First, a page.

The scene with Asgenar was in Chapter 3 of DragonQuest, after Threadfall over Lemos.

Lemos and Keroon Holds are about 225 miles apart, and linked by the Igen River. Paper from Lemos probably goes downstream to the Printers Hall in Keroon. I don't know how close Wide Bay is to the Hold.
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Old Feb 18 2016, 03:45 PM   #5
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Default Re: Printer Hall

Perhaps they had not got around to it yet?
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Old Feb 20 2016, 01:43 AM   #6
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Default Re: Printer Hall

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The scene with Asgenar was in Chapter 3 of DragonQuest, after Threadfall over Lemos.

Lemos and Keroon Holds are about 225 miles apart, and linked by the Igen River. Paper from Lemos probably goes downstream to the Printers Hall in Keroon. I don't know how close Wide Bay is to the Hold.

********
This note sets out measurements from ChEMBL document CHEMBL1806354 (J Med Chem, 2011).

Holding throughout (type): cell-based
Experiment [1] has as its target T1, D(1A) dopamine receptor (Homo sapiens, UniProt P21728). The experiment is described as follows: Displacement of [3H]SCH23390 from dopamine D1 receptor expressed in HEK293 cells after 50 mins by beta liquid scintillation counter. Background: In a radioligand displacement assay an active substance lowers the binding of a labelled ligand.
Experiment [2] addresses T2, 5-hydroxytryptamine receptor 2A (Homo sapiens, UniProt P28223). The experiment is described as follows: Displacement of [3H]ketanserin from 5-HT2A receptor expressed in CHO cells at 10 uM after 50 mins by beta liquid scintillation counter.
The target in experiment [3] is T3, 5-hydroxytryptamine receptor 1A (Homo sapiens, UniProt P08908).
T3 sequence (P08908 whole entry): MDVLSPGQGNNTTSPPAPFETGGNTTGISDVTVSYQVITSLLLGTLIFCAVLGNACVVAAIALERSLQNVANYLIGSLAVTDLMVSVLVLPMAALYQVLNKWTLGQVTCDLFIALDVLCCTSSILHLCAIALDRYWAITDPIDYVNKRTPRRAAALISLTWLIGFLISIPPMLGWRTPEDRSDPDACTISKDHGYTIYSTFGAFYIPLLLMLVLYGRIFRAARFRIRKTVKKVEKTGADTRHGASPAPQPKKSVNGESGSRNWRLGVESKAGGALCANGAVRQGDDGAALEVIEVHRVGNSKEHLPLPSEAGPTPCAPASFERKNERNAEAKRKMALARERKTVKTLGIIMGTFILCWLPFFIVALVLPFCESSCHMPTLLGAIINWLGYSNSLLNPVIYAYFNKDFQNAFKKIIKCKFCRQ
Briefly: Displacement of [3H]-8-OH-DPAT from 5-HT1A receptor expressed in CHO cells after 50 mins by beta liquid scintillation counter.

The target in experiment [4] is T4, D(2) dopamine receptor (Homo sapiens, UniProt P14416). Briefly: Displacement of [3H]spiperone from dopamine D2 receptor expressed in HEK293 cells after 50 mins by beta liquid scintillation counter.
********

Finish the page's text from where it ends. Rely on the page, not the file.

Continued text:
The Printer Hall, is an old trader's hold, only a few streets over from the dock. Master Printer Tagetarl office and location was in the northwestern part of Wild Bay Hold, so he was unable to see if a dragon took off from there.

Lord Asgenar and Bendarek, were busy make wood, and paper, and the Master Printer had an order of note different weight of paper to print.
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Old Feb 20 2016, 01:06 PM   #7